WONDER WOMAN surprised me. I’m not that big on SuperHero epics, and have no doubt allowed myself to be prejudiced against watching a number (well, most) of the recent spate of huge CGI extravaganzas involving people (or variations thereof) who can do things that...can’t be done. Once in a while, though, someone breaks the moldy mold, and this 2017 megahit pours new life into the classic comic-book heroine who first debuted back in October of 1941. Auspicious augury? American avenger? Amazing Amazon?
‘Diana Prince’ aka WW (Gal Godot) recalls her upbringing as an Amazonian princess, on a mystical island of women warriors shielded from the outside world. When an airplane bearing a handsome American pilot (Chris Pine) breaks the skein separating his world (engaged in the First World War) from hers, with Germans on his tail, Diana pursues destiny. Together she and the gallant airman try to keep the evil geniuses behind the German war effort’s last gamble from making the whole catastrophe even worse. The man-naive but exceedingly spirited gal (er…Gal) proves more than a match for what the twisted world of military men can throw at her—lead, poison gas, kissing…
Director Patty Jenkins does a superior job marshaling a huge-scale production, bulging with detail, recreating assorted settings of the period (the Mediterranean, London, the Western Front), making the action sequences physical and exciting without letting the CGI wonder overwhelm the human element. The early segment, in the mythic paradise queendom of Themyscira gets things going in passion and style with imposing grace via ‘Antiope’ (Robin Wright) and ‘Hippolyta’ (Connie Neilsen) grooming the wonder Gal for her rightful pantheon placement. *
The building relationship between the ethereal Diana and the earnest airman works thanks to the photogenic flirt chemistry and subtle underplaying between Godot and Pine. He makes a swell guy-candy flyboy. Statuesque, striking and smart, Godot asserts herself into the comic-book vitality and wishfulness of Wonder Woman with as much humor, flair and gravity as Christopher Reeve brought to the first Superman back in the olden days of the late 70s. Her casting is a coup, they picked the right Gal. **
At 142 minutes, as with most of these portent-laden, speaker-rattling fantasies, things go on longer than necessary, and smithereens are given full access to blow. The screenplay clutters an already exposition-stoked plot with a tacked-on array of helpers (Said Taghmaoui, Ewen Bremmer, Eugene Brave Rock) each seemingly designed to capture some slice of p.c. demographic. In the original comics, the limber lass did most of her wonder working in WW2, but in this shift back to The Great War, the script takes real-life German General Ludendorff (Danny Huston, on mad boil) and, banking on a modern audience knowing flat-Nothing about WW1, has the Kaiser’s hard-case become a caricature of supernatural Evil. Along with his sadistic ‘Doctor Poison’ (Elana Anaya, hiding her beauty under creepy makeup), the script really lays on The-Germans-As-Bad-Guys-Theme, almost like a movie made decades back. It’s…a bit much. ***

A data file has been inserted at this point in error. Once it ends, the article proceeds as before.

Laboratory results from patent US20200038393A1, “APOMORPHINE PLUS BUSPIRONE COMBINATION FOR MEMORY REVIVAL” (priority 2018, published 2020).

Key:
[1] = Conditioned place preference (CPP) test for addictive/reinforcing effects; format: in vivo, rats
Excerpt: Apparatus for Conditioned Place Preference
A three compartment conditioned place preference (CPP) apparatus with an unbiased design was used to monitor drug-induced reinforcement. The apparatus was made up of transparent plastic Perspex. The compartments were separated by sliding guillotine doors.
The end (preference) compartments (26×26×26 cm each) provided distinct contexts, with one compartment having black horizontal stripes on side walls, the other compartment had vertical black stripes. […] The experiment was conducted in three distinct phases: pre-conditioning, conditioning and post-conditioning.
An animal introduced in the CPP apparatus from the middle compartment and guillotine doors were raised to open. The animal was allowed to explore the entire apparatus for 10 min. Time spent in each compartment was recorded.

Weaknesses, however, are absorbed by the sincerity, energy and general dazzle of the enterprise, and the centering presence of the assured leading lady. Box-office results these days are so astronomical that they fit the superhero realm: this made $822,000,000 (how much in Germany?), safely shielding & shrewdly lassoing an expended $149,000,000. Reviews extolled, heated discussions about feminist heroines surged back & forth across editorials and the blog-scape, hordes of young wonderers were inspired, Halloween costumes sold out. Superhero actress Gal Godot officially became a superstar. “The End, but Diana will Return…”
Filmed in Paris, England and on Italy’s Amalfi Coast. Screenplay by Allan Heinberg, music by Rupert Gregsen-Williams. With David Thewlis, Lucy Davis and James Cosmo.
* Patty Jenkins first film was also about a determined woman, albeit with a different kind of upbringing and male-inflicted circumstances—Monster. Her observation on the non-comic, existential trial of today: “Our fantasy of a hero is that he’s the good guy who is going to shut down the bad guy. That has got to change if we want to deal with the crisis that we’re in. There is no bad guy. We are all to blame. New kinds of heroics need to be celebrated, like love, thoughtfulness, forgiveness, diplomacy, or we’re not going to get there. No one is coming to save us.”
** 31 during filming, the 5’10” former Miss Israel of 2004 served two years in the IDF as a sports & combat trainer. Soldier, martial artist, model, singer, actress: the villains of the DC Extended Universe are on notice.
*** Yes, Germany gets the major portion of blame for WW1. That’s partially because they lost. Play fair: along with the strutting Kaiser and “that whole Prussian thing“, you can point a firing squad at the leaders of France, Britain, Russia, Turkey, Italy and Austria-Hungary. But then, that would require reading something more than texts off a phone.